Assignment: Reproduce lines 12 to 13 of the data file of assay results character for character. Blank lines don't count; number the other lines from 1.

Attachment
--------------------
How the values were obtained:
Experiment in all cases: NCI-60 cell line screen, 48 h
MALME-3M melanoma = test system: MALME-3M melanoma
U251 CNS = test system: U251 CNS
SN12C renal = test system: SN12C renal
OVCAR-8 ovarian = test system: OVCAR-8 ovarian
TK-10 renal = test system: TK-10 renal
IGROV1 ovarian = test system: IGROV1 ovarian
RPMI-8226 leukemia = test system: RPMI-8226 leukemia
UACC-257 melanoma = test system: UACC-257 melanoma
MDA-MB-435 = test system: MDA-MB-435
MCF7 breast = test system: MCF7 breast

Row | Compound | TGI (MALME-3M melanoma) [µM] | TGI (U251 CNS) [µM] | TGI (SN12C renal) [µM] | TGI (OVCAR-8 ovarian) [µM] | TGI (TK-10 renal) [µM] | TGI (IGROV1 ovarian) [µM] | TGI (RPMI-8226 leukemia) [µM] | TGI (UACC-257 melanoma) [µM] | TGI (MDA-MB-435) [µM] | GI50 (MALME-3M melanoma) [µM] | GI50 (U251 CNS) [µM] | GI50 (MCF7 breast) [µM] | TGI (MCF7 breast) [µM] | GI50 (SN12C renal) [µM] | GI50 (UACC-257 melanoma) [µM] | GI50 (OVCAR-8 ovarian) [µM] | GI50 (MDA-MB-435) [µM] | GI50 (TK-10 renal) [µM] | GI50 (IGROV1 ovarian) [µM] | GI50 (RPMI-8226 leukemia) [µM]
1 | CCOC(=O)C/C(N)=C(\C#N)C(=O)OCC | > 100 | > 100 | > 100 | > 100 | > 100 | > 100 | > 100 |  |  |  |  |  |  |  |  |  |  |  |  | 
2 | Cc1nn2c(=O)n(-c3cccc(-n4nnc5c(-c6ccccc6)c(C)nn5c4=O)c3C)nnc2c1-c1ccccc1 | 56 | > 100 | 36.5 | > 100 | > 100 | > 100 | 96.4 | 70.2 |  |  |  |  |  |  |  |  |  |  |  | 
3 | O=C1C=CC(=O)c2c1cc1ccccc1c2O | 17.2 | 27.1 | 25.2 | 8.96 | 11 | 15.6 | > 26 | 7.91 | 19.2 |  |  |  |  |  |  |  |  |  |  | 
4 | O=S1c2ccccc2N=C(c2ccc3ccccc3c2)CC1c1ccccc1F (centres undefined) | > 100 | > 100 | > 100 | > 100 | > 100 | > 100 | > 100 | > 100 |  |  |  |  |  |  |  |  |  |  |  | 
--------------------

MCF7 breast = test system: MCF7 breast

Row | Compound | TGI (MALME-3M melanoma) [µM] | TGI (U251 CNS) [µM] | TGI (SN12C renal) [µM] | TGI (OVCAR-8 ovarian) [µM] | TGI (TK-10 renal) [µM] | TGI (IGROV1 ovarian) [µM] | TGI (RPMI-8226 leukemia) [µM] | TGI (UACC-257 melanoma) [µM] | TGI (MDA-MB-435) [µM] | GI50 (MALME-3M melanoma) [µM] | GI50 (U251 CNS) [µM] | GI50 (MCF7 breast) [µM] | TGI (MCF7 breast) [µM] | GI50 (SN12C renal) [µM] | GI50 (UACC-257 melanoma) [µM] | GI50 (OVCAR-8 ovarian) [µM] | GI50 (MDA-MB-435) [µM] | GI50 (TK-10 renal) [µM] | GI50 (IGROV1 ovarian) [µM] | GI50 (RPMI-8226 leukemia) [µM]